As September is literacy month, the Lifelong Learning Centre and their many partners in literacy will highlight literacy and learning throughout the start of autumn.
COVID-19 has highlighted how health literacy, digital literacy, financial literacy and workplace literacy can make a significant difference to personal outcomes. This past year, the Lifelong Learning Centre has provided valuable programming to ensure that children, families and individuals could continue to grow and share learning even while distancing and staying safe.
Working with community partners and donors, Comox Valley residents have been able to receive access to free laptops and at-home family activities, use an onsite internet café to connect with government and health services and enjoy storywalks in the community throughout the pandemic restrictions.
This fall the centre is launching a Community Book Bike to bring literacy into outdoor spaces where families gather.
“While we recognize that the model for reading and learning is traditionally an indoor one, we are hoping that by bringing books into public spaces in an engaging way, we can encourage families and children to recognize that any space can include the joy of reading,” said executive director Peter Bazovsky.
The evolution of the Community Book Bike was a long process. It took a year of fundraising and a generous contribution from First Credit Union to allow the Lifelong Learning Centre to purchase the community resource. By providing free children’s books and information on programming alongside tips for early years literacy and family support programs, the centre sees the bike as a community outreach initiative.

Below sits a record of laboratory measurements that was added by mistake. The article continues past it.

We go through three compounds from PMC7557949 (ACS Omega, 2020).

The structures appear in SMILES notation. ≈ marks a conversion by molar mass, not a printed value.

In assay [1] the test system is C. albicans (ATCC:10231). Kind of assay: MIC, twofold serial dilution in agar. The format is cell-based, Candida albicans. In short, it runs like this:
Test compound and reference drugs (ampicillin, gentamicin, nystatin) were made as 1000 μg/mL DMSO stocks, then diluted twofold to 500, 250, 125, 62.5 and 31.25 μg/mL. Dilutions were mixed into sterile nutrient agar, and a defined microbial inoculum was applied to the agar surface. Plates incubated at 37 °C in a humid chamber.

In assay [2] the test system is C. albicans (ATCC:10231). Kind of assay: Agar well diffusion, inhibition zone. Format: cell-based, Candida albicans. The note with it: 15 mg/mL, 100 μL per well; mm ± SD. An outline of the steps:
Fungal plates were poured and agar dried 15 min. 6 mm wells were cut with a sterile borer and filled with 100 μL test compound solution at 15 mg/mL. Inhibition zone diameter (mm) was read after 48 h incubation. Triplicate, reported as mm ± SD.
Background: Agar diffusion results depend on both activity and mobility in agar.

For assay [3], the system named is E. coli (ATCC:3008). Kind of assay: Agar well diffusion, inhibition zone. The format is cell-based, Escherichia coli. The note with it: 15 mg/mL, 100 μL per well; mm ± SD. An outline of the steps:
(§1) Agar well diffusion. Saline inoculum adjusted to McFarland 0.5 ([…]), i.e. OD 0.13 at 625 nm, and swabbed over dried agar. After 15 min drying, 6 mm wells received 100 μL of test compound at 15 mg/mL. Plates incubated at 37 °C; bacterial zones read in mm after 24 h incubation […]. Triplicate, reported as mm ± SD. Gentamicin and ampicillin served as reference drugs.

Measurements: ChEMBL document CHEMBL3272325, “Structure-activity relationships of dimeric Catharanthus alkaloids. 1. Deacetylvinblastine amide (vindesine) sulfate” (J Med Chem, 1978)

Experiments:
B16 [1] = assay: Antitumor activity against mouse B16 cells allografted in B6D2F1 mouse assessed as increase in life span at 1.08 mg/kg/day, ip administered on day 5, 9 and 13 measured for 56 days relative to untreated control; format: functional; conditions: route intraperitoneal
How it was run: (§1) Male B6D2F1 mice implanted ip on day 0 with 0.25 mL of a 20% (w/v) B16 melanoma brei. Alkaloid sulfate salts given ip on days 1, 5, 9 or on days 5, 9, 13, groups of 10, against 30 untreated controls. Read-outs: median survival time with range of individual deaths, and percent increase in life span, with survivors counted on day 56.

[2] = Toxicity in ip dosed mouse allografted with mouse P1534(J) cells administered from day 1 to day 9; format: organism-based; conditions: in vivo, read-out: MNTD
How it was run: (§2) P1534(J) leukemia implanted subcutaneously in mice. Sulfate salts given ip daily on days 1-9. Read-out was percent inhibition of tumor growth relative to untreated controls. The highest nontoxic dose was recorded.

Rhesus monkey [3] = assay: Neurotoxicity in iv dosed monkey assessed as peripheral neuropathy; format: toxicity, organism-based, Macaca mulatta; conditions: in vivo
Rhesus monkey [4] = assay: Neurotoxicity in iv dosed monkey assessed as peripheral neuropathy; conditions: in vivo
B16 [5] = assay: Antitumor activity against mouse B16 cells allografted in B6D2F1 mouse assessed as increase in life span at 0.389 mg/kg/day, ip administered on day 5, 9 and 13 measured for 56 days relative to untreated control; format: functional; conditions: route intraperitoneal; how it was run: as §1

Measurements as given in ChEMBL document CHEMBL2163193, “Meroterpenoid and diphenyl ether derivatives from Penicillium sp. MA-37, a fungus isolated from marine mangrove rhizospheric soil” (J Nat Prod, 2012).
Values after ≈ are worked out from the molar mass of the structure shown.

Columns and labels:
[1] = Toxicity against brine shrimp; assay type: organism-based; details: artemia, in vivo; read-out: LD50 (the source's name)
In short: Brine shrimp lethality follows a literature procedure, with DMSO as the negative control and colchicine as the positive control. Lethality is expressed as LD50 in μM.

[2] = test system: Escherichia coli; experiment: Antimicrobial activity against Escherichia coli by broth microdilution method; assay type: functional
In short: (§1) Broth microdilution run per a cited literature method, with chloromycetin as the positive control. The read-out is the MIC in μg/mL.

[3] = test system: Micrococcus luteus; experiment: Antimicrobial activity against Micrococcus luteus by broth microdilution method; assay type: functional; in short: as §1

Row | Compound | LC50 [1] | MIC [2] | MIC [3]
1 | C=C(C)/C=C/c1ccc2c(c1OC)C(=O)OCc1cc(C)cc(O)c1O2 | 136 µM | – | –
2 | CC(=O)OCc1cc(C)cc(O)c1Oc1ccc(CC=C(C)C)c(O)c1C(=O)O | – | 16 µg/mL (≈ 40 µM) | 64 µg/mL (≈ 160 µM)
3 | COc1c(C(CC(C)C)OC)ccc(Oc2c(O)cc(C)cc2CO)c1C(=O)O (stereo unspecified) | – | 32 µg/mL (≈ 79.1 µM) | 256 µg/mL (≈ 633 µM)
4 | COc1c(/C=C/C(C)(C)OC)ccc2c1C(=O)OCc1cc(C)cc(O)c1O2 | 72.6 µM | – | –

“Our community has a huge number of services for both individuals and families, and even selecting one or reaching out for assistance can be a daunting prospect,” Bazovsky said. “We hope that by offering conversations and recommendations for programming in community settings, parents can feel supported in navigating their families needs.”
The centre is also hoping to recruit community members to ride the bike or provide donations of gently used children’s books.
Initiatives like the storywalks and the Community Book Bike are costly and depend on community support. As a small grassroots agency, the Lifelong Learning Centre relies on donations and support from local businesses to cover costs and develop new programs annually.
Sept. 14 to 21 of this year is Postmedia’s Raise a Reader week in British Columbia and the Lifelong Learning Centre will be actively seeking community donations throughout Literacy Month. Contributions of time, energy and funds are always appreciated.
To learn more about the centre’s work, donate to their initiatives or volunteer your services, call 250.338.9906, visit their website at cvllc.ca or catch up with the Community Book Bike in a local park or playground.